Why doing everything online might make it harder to keep things straight.

My converted spare room home office and near-constant companion, Peppermint the cat.

Have you been working from home since March? Are you enjoying it or are you missing your old workplace? Are you are also starting to notice a monotony that seems to lead to mild memory confusion? I am. In this post, I want to explore how and why doing everything online might make it harder to keep things straight.

Zoom Takes Over

In 2020, many of us learned to work from home. The novel coronavirus that caused COVID-19 also caused a shift in how a lot of us worked. Across the world, many teachers, tech workers, knowledge workers, people in media, and people…


The 2020 presidential election in the US is overbearing. There are daily, hourly updates of breaking news. The current campaigns interleave with other news and the current president’s unending twitter stream. Everything is turned into a campaign issue. It’s maddening and many of us just want to find someone to vote for who will represent us, who is like us, who we can identify with.

I think that’s a mistake.

Democrats in Iowa /Scott Olson / Getty Images

Identity politics.

We’re so used to the conventional form of identity politics that I think we have difficulty seeing candidates in any other way. We evaluate candidates on whether or not they…


Reading scientific papers as PDFs is a major part of being an academic. Professors, postdocs, grad students and undergraduates end up working with PDFs, making notes, and then using those notes to write a manuscript or paper. Although there are lots of great PDF viewers and reference managers, I use a program call Paperpile. Paperpile is cloud-based PDF manager and was originally designed to be a reference manager for Google Docs. It can sync all your PDFs with your Google Drive (so you can read them offline) and neatly integrates with Google Scholar and Chrome so that you can import…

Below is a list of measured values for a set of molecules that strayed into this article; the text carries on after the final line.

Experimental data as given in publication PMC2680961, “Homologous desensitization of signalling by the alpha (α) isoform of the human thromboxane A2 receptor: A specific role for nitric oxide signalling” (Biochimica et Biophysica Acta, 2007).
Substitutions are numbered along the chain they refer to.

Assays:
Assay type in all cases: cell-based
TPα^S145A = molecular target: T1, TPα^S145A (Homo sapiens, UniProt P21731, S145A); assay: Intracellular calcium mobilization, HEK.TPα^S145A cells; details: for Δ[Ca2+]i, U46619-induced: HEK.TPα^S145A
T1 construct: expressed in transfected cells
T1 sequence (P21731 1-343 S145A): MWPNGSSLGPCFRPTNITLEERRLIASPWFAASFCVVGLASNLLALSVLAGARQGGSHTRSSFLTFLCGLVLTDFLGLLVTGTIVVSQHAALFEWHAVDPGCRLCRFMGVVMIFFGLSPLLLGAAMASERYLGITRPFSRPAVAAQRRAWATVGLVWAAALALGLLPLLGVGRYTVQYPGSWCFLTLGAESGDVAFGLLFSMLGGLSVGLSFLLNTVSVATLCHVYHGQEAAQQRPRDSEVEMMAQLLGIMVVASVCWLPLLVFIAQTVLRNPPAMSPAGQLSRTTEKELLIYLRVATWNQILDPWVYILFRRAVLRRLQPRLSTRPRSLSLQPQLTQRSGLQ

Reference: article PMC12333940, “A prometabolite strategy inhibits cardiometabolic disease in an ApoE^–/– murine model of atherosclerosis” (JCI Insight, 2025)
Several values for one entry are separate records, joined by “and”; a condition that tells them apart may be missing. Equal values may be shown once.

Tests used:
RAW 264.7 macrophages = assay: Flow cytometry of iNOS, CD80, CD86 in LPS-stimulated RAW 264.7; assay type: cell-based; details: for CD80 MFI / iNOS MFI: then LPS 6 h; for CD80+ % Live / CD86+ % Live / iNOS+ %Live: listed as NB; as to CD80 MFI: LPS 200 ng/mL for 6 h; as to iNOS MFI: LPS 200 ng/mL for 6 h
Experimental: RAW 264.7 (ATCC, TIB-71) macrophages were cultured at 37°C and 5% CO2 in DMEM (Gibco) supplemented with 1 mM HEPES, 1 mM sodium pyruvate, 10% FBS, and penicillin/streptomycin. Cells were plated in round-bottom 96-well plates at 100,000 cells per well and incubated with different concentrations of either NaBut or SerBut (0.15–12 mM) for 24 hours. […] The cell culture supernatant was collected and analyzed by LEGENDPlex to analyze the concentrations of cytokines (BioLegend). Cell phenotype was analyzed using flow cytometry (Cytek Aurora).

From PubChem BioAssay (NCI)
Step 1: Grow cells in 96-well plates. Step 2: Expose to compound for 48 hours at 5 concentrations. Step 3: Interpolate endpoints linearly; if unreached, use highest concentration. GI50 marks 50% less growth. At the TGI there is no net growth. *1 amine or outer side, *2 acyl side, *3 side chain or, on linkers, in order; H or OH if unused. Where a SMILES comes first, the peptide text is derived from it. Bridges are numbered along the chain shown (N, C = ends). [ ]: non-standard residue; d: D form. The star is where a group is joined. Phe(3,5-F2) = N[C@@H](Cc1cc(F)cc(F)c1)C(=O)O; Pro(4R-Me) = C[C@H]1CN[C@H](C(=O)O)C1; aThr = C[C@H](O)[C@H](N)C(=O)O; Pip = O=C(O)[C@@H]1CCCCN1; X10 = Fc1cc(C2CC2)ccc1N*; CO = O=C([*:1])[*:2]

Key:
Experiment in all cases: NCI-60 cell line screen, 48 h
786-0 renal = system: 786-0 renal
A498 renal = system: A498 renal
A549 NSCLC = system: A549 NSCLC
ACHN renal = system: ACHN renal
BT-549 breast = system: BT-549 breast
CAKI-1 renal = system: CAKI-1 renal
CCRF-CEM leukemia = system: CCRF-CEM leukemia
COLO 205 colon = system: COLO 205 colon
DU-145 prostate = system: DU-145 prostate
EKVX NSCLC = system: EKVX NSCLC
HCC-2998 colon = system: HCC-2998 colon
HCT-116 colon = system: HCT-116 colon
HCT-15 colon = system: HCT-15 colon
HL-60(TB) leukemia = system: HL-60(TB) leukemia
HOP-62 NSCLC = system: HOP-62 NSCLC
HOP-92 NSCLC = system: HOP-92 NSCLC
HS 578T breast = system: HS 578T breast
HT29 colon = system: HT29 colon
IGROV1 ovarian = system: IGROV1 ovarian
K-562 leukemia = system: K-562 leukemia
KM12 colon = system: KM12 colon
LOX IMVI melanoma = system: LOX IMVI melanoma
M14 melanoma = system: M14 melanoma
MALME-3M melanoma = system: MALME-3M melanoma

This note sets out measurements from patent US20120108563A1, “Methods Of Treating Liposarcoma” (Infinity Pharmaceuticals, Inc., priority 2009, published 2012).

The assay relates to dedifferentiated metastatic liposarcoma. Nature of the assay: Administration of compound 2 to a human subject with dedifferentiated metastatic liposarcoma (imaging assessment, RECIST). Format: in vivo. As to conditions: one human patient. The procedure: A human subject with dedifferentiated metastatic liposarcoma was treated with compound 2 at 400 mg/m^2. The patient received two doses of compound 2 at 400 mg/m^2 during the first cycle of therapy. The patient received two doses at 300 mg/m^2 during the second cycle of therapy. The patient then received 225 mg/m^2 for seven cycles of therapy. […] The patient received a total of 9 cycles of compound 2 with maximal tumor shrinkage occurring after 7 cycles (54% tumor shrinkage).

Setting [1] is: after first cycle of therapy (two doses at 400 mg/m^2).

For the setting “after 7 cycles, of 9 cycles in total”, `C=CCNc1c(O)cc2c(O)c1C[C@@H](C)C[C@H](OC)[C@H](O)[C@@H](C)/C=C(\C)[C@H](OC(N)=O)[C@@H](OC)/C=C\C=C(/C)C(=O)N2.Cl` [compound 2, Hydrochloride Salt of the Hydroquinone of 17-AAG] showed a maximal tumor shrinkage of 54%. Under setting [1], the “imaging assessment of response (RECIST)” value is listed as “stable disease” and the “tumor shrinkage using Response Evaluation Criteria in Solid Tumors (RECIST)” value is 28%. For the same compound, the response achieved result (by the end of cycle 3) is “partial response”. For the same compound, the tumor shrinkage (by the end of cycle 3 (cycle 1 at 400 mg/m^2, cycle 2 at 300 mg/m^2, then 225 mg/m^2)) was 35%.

If you're looking to be active but your gym is closed, or you can't book the workout time that you wanted, or the spin class is no longer operating because of the COVID pandemic, My suggestion is to get outdoors and run in any kind of weather. And if you live in a temperate zone, or even a really cold area like most of Canada, winter running is better than summer running.

I love running outside, but each season is different. And where I live, Southern Ontario, we get quite a range, with summer high temperatures up to the mid…


How a mindfulness practice can be cultivated and helpful for academic leaders.

Looking west over Lake Erie, Port Stanley, Ontario

Academia, like many other sectors, is a complex work environment. Although universities vary in terms of their size and objectives, the average university in the United States, Canada, UK, and EU must simultaneously serve the interests of undergraduate education, graduate education, professional education, basic research, applied research, public policy research, and basic scholarship. Most research universities receive funding for operation from a combination of public and private sources. For example, my home university, The University of Western Ontario, receives its operating funds from tuition payments, governments, research funding agencies, and private donors. …